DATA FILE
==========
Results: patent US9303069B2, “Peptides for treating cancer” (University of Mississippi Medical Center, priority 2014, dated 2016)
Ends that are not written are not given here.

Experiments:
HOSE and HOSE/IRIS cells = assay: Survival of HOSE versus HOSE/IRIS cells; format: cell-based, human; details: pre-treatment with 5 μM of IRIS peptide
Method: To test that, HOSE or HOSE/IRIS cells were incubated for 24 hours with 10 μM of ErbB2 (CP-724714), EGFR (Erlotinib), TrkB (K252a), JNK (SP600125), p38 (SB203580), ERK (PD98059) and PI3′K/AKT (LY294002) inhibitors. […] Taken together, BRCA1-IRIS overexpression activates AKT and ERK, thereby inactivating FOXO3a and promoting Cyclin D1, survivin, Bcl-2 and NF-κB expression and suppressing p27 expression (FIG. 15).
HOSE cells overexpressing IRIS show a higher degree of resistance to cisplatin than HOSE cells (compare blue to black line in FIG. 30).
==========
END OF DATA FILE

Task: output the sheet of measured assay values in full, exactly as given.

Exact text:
Results: patent US9303069B2, “Peptides for treating cancer” (University of Mississippi Medical Center, priority 2014, dated 2016)
Ends that are not written are not given here.

Experiments:
HOSE and HOSE/IRIS cells = assay: Survival of HOSE versus HOSE/IRIS cells; format: cell-based, human; details: pre-treatment with 5 μM of IRIS peptide
Method: To test that, HOSE or HOSE/IRIS cells were incubated for 24 hours with 10 μM of ErbB2 (CP-724714), EGFR (Erlotinib), TrkB (K252a), JNK (SP600125), p38 (SB203580), ERK (PD98059) and PI3′K/AKT (LY294002) inhibitors. […] Taken together, BRCA1-IRIS overexpression activates AKT and ERK, thereby inactivating FOXO3a and promoting Cyclin D1, survivin, Bcl-2 and NF-κB expression and suppressing p27 expression (FIG. 15).
HOSE cells overexpressing IRIS show a higher degree of resistance to cisplatin than HOSE cells (compare blue to black line in FIG. 30).